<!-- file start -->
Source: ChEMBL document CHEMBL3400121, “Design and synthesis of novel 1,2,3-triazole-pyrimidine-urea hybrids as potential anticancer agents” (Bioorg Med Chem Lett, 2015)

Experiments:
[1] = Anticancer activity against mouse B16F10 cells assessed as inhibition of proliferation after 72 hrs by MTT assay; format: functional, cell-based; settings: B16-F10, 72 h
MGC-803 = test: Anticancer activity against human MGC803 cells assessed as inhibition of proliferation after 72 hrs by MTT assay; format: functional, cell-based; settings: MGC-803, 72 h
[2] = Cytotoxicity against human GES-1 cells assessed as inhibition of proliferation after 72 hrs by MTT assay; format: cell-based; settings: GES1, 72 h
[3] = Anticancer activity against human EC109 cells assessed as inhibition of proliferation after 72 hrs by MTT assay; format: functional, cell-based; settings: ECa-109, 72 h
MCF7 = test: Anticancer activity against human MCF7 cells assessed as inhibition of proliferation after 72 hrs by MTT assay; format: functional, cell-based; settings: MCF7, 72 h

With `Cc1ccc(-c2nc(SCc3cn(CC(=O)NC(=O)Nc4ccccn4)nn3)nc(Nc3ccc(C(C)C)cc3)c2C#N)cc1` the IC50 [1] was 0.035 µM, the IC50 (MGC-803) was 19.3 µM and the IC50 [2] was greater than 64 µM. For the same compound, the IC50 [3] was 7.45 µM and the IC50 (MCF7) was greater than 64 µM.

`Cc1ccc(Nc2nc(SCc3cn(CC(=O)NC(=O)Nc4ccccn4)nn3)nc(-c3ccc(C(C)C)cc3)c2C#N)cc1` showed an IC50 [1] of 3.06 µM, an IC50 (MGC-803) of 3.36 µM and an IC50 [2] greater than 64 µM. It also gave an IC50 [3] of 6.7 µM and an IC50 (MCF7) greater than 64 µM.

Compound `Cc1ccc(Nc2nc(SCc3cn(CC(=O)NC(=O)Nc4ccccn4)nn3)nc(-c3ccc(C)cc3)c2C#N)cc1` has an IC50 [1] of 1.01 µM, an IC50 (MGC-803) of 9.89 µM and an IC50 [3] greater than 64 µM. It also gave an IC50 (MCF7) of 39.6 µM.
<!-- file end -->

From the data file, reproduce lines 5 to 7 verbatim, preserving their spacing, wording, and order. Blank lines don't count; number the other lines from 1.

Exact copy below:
[2] = Cytotoxicity against human GES-1 cells assessed as inhibition of proliferation after 72 hrs by MTT assay; format: cell-based; settings: GES1, 72 h
[3] = Anticancer activity against human EC109 cells assessed as inhibition of proliferation after 72 hrs by MTT assay; format: functional, cell-based; settings: ECa-109, 72 h
MCF7 = test: Anticancer activity against human MCF7 cells assessed as inhibition of proliferation after 72 hrs by MTT assay; format: functional, cell-based; settings: MCF7, 72 h